Review: “Pink Smoke Over the Vatican”

by Patricia Monaghan, Ph.D.

One of the most thrilling moments of the first national ASWM conference in April, 2010, was the world premiere of the documentary “Pink Smoke Over the Vatican” by California filmmaker Jules Hart.

Women priests featured in film

Four years in the making, this surprising and moving film traces recent developments within the Roman Catholic Church.  Catholicism holds that priests must be ordained “in apostolic succession,” meaning that each priest is ordained by a bishop whose heritage can be traced all the way back to the original apostles of Jesus Christ—a two thousand year link to the founding fathers of the church.

Given the historic opposition of the church to women serving as priests, it would seem unlikely that women could gain ordination.  Yet because of several courageous bishops, women are now indeed being ordained—in apostolic succession, their heritage tracing all the way back to St. Peter.  Indeed, three bishops have now been ordained through this process, making it possible that the ordination of women can continue, as it takes three bishops to consecrate a bishop, and only bishops can consecrate new priests.

The women featured in the film have often sacrificed greatly to achieve their callings.  All have lifelong histories as devout and engaged Catholics, some as nuns, some as active laywomen.  All described their desire to serve as priests as a true vocation, one that could not be denied.  All have been defamed and rejected by church hierarchy, yet have continued their ministry despite this.  Their stories, as told in the film and placed in the context of church policies, are profoundly moving to any viewer interested in women’s role in religion.

Filmmaker Jules Hart

The audience at ASWM included some women brought up in the Catholic tradition, most of whom had parted company with their church-of-origin over oppression of women within the organized church.  Others had no personal connection to the church in question.  But there was no question that the bravery and commitment of the women featured in the film reached out to the ASWM participants.   The audience, which began with quiet interest, soon became a call-and-response to the film’s speakers.  Spontaneous applause broke out several times, there were occasional cat-calls, and tears were seen on many faces.  At the end of the showing, the audience rose to its feet in a surge of loud approval.  Jules Hart, who had traveled from her home in Carmel, CA, for the premiere, was visibly delighted with the response.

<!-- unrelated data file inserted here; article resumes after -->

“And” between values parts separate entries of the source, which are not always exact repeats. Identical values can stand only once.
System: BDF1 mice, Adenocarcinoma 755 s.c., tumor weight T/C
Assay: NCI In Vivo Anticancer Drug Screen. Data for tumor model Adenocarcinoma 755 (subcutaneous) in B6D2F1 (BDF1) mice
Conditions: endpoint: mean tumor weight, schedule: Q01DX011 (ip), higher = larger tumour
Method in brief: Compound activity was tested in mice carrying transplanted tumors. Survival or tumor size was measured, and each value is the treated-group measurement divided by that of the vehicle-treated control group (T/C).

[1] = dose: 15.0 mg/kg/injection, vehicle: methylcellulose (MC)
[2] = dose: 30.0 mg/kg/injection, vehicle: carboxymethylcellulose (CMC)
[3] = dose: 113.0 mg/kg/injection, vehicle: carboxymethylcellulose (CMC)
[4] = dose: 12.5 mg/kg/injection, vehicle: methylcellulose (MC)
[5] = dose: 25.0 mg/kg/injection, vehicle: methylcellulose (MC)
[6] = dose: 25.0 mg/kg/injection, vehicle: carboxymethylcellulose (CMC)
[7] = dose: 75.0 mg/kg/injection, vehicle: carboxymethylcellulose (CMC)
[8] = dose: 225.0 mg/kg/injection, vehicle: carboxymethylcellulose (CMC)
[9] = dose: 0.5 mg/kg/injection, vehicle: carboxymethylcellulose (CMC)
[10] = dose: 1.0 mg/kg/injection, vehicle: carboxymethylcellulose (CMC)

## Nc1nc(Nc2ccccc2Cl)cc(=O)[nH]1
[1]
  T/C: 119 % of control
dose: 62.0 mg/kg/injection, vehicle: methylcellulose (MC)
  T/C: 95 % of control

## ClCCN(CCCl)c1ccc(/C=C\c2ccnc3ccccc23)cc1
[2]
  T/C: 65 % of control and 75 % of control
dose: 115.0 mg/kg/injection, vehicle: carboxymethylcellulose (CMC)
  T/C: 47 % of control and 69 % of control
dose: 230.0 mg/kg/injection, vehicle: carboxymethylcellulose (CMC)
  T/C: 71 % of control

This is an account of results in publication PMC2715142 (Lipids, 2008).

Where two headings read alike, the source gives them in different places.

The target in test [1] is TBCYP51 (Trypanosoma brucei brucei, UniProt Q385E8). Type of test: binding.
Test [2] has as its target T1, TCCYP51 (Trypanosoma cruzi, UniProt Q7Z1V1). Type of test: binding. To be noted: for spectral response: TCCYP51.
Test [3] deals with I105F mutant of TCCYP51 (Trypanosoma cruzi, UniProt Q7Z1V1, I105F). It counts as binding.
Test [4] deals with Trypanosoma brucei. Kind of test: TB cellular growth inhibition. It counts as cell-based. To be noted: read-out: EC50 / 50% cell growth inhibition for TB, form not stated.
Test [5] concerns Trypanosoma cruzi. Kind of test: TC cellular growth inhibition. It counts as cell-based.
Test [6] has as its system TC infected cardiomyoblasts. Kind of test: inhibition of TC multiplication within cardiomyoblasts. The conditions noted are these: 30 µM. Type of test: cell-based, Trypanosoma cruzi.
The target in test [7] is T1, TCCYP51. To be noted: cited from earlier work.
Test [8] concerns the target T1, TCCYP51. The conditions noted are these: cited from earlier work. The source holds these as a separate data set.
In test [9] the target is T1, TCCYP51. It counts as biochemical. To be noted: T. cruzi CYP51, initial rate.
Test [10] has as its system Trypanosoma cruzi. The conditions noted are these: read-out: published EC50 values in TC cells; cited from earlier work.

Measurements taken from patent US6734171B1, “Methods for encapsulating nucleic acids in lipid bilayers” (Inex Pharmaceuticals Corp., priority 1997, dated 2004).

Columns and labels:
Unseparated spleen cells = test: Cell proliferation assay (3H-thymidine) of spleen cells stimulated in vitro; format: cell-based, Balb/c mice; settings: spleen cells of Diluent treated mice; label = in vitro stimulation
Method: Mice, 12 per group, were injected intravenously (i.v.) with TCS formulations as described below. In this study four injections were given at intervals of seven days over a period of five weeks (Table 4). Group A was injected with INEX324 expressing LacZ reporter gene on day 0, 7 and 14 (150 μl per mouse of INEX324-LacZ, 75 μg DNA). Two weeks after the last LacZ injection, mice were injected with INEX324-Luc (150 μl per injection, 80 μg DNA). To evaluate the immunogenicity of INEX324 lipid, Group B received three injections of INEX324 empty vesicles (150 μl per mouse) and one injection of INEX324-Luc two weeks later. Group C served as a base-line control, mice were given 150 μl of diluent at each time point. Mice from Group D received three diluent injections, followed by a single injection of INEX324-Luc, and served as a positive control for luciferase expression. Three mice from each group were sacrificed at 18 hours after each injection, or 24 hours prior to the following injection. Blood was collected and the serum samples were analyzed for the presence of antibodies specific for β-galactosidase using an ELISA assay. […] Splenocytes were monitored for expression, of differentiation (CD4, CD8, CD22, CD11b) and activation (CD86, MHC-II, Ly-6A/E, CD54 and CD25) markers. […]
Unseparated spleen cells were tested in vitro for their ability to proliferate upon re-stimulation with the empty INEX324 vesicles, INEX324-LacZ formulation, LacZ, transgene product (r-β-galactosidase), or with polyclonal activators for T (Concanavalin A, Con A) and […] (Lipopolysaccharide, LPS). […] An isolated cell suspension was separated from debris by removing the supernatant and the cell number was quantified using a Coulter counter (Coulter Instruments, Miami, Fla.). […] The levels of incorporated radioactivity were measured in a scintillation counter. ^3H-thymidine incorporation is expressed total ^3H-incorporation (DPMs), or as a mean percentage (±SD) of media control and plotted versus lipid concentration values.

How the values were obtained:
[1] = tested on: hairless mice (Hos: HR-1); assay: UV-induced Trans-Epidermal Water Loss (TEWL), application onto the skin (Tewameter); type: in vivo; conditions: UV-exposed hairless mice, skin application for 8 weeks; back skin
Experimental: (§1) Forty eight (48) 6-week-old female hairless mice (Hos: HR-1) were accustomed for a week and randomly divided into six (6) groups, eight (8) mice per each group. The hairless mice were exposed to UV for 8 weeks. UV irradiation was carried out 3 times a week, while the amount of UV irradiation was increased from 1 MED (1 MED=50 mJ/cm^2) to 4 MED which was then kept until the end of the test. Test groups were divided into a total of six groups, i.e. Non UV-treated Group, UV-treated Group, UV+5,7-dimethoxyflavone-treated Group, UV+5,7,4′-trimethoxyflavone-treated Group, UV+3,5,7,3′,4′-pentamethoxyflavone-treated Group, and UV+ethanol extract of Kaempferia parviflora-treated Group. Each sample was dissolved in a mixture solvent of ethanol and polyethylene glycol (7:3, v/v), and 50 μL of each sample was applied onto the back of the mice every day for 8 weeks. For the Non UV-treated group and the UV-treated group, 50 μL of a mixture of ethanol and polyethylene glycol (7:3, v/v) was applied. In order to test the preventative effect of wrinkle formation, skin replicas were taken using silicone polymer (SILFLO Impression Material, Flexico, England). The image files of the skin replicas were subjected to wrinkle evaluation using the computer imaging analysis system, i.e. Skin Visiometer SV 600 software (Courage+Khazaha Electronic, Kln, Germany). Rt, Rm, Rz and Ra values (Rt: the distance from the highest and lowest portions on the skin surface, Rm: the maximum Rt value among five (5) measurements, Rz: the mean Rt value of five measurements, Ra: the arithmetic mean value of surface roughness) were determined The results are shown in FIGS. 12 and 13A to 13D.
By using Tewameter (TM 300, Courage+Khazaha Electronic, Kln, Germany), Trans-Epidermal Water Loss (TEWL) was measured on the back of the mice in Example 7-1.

You can read about Hart’s work on her website:  For more on the movement to ordain women within Roman Catholicism, see the following site:

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4 comments on “Review: “Pink Smoke Over the Vatican”
  1. Zelda says:

    Just saw Pink Smoke this afternoon. It does tell the whole story of the Catholic Women Priest experience today. The two big questions that remain unsolved are power expressed as power over, and conscience. More conversation/ research on these topics would be interesting.

  2. tom says:

    how can I obtain a copy of the film ?

    I didn’t see it on

    • gscholars says:

      Thanks for your interest! Unfortunately, “Pink Smoke. . .” hasn’t been released yet–if you follow the link to Jules Hart’s web site, she will gladly add you to her mailing list and let you know when the film becomes available.

  3. Cynthia says:

    It sounds like such a great film. I can’t wait until I can see it, perhaps in Michigan or Arizona?